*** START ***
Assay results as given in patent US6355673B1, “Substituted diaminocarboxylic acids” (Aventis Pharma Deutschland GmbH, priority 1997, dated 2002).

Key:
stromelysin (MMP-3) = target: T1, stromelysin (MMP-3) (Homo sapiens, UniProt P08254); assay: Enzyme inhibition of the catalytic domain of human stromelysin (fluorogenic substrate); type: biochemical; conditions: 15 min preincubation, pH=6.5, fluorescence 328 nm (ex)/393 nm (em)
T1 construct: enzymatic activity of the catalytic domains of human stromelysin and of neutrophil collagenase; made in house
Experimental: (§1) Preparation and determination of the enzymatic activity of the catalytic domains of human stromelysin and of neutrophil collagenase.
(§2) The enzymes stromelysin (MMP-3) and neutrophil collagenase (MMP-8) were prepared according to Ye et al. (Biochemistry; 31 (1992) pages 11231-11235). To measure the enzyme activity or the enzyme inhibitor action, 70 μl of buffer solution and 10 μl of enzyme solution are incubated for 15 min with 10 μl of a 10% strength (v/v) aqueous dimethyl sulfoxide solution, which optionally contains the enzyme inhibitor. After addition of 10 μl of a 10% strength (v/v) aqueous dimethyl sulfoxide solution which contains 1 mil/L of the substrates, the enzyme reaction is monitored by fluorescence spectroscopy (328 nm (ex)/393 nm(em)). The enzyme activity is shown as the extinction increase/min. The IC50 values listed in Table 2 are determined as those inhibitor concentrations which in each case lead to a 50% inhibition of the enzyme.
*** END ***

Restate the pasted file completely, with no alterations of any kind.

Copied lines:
Assay results as given in patent US6355673B1, “Substituted diaminocarboxylic acids” (Aventis Pharma Deutschland GmbH, priority 1997, dated 2002).

Key:
stromelysin (MMP-3) = target: T1, stromelysin (MMP-3) (Homo sapiens, UniProt P08254); assay: Enzyme inhibition of the catalytic domain of human stromelysin (fluorogenic substrate); type: biochemical; conditions: 15 min preincubation, pH=6.5, fluorescence 328 nm (ex)/393 nm (em)
T1 construct: enzymatic activity of the catalytic domains of human stromelysin and of neutrophil collagenase; made in house
Experimental: (§1) Preparation and determination of the enzymatic activity of the catalytic domains of human stromelysin and of neutrophil collagenase.
(§2) The enzymes stromelysin (MMP-3) and neutrophil collagenase (MMP-8) were prepared according to Ye et al. (Biochemistry; 31 (1992) pages 11231-11235). To measure the enzyme activity or the enzyme inhibitor action, 70 μl of buffer solution and 10 μl of enzyme solution are incubated for 15 min with 10 μl of a 10% strength (v/v) aqueous dimethyl sulfoxide solution, which optionally contains the enzyme inhibitor. After addition of 10 μl of a 10% strength (v/v) aqueous dimethyl sulfoxide solution which contains 1 mil/L of the substrates, the enzyme reaction is monitored by fluorescence spectroscopy (328 nm (ex)/393 nm(em)). The enzyme activity is shown as the extinction increase/min. The IC50 values listed in Table 2 are determined as those inhibitor concentrations which in each case lead to a 50% inhibition of the enzyme.